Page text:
“The best diet is the one you don’t know you’re on.” Sage advice from Brian Wansink, Director of the Food and Brand Lab at Cornell University and author of Mindless Eating: Why We Eat More Than We Think. Eating healthy doesn’t mean you must forsake all indulgences and subsist solely on oatmeal and salads. Instead, what if you just made a few small changes to your eating routine that could lead to gradual, sustainable results? Here are five tips to try when cooking and eating at home, inspired by Prof. Wansink’s good read.
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Myth: Juicing helps you lose weight
Fact: Although fruits and vegetables are relatively low in calories and have plenty of vitamins and antioxidants, too much of anything can pack on the pounds. Each ½ cup of fruit has about 60 calories. Juicing 4 to 5 cups of fruit comes out to 480 to 600 calories in one serving. If you’re trying to lose weight while juicing, portions still matter. Furthermore, diets that advocate juicing alone aren’t balanced (where’s the protein?) and are often dangerously low in calories overall.
Myth: Juicing is a way to cleanse your body
Fact: Your liver and kidneys were created to detoxify and naturally cleanse your body. Juicing or taking special concoctions won’t do a better job and there is no scientific evidence proving otherwise.
This diet became all the rage after it aired on the BBC during the 2012 London Olympics, and The Fast Diet book has become a best-seller. But is frequent fasting the healthiest way to lose weight, stay healthy and live longer?
Many experts recommend eating small meals frequently throughout the day. However, a new school of thought has emerged that recommends eating larger, less frequent meals. So how often should you be eating?
Eating Smaller, Frequent Meals
The Theory: Nutrition experts tend to recommend eating 3 balanced meals (350 to 600 calories each) and 1 to 3 snacks per day (between 150 and 200 calories each). The calories for each meal and snack depend on a variety of factors including, height, weight, age, gender and activity level. The philosophy is to make sure you don’t go longer than 5 hours or so without eating. After going without food for a prolonged period of time, folks tend to become ravenous and their decision-making skills plummet. They end up choosing any food they can find, including fast food or high-calorie treats.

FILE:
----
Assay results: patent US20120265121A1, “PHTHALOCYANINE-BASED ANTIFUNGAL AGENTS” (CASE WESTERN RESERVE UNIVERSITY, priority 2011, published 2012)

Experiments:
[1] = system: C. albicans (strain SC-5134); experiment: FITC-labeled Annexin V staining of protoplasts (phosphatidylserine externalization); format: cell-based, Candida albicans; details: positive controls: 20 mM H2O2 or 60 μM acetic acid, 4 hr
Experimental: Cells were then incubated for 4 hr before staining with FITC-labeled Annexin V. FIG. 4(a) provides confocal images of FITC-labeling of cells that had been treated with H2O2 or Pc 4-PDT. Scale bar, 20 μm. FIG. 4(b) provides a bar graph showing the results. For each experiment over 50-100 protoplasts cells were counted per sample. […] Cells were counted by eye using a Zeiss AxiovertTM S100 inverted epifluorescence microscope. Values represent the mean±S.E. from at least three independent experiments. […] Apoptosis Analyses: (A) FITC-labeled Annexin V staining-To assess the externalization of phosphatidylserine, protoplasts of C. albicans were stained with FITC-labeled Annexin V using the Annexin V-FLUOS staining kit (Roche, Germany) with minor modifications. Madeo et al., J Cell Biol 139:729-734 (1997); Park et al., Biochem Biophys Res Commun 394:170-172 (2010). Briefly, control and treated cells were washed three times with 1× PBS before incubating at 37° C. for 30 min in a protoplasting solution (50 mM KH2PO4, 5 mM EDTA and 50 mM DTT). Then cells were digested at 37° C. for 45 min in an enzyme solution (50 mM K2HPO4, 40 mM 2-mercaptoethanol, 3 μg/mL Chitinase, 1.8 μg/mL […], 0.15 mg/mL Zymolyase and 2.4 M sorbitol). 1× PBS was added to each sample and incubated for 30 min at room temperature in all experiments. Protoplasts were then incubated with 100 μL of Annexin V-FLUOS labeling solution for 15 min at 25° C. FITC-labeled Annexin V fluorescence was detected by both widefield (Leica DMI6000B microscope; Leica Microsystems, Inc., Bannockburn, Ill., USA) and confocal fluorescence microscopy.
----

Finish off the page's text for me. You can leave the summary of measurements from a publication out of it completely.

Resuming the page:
Pros: Having a small, healthy snack between meals (like cut veggies and hummus or half a PB&J on whole-wheat bread) can curb hunger until the next meal and enable people to make sensible food choices.
What if I told you that there was a “pill” that, when you consumed it, helped you get a better workout, which of course leads to more strength and better calorie burning? The same pill would also help you focus at work or home so you could get the important things in your life done better and faster. Oh, and by the way, it’s been shown to lead to an increased metabolism, lower calorie intake at meals and better weight loss. How much would you pay for that pill? $10 a bottle, $20, $40? How about free?
#1: Paleo Diet
This plan recommends you eat like your caveman ancestors, emphasizing lots of fruits, veggies, lean meats and seafood. Dairy and grains aren’t allowed on the plan—omitting two important food groups and numerous important nutrients in your diet. This diet was ranked last by US News and World Report on their list of Best Weight Loss Diets. Their expert panel determined that there is a lack of scientific evidence to show that long-term weight loss can be achieved.
#2: Dukan Diet
Although celebs like Gisele Bundchen and Jennifer Lopez have reportedly followed this diet post-baby to shed pounds, it was ranked second to last by US News and World Report’s Best Weight Loss Diets. This updated version of the Atkins diet eliminated carbs, fruits and veggies (especially during the very strict first phase), while allowing unlimited amounts of lean protein. It’s a very restrictive plan that will have you losing weight rather quickly—actually too quickly according to safety guidelines set up by the National Institutes of Health. The end result: You’ll probably end up regaining your lost weight plus more.